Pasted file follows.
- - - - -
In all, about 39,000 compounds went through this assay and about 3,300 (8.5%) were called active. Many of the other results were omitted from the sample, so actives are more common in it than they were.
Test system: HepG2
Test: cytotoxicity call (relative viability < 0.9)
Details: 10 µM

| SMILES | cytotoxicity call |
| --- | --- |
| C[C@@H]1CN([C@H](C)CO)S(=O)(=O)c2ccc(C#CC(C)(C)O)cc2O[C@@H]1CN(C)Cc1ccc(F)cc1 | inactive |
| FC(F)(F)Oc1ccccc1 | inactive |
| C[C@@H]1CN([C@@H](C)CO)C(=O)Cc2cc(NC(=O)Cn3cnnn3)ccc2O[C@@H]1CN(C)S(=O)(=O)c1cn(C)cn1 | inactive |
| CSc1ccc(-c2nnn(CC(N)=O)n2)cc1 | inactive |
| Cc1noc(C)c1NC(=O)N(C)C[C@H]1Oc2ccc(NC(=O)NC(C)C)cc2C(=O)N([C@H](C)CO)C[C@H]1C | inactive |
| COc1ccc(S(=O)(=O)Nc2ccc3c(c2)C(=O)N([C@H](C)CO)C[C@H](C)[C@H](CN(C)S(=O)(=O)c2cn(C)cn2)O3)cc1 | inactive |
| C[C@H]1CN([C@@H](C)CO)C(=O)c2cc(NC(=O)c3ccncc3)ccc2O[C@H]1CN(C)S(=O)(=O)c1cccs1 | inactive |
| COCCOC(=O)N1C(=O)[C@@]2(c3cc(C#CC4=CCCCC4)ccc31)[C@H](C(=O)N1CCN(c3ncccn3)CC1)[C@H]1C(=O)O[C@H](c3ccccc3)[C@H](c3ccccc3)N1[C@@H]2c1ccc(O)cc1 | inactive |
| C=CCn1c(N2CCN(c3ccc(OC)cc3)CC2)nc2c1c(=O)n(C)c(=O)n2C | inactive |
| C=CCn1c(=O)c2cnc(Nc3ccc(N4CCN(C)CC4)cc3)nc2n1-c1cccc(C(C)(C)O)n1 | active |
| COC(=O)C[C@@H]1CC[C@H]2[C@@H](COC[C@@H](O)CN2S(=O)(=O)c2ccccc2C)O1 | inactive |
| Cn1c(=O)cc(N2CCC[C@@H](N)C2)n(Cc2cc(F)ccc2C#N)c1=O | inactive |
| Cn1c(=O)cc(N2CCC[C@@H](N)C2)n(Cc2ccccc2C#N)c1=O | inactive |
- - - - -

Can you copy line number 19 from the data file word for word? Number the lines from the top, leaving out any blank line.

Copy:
| Cn1c(=O)cc(N2CCC[C@@H](N)C2)n(Cc2ccccc2C#N)c1=O | inactive |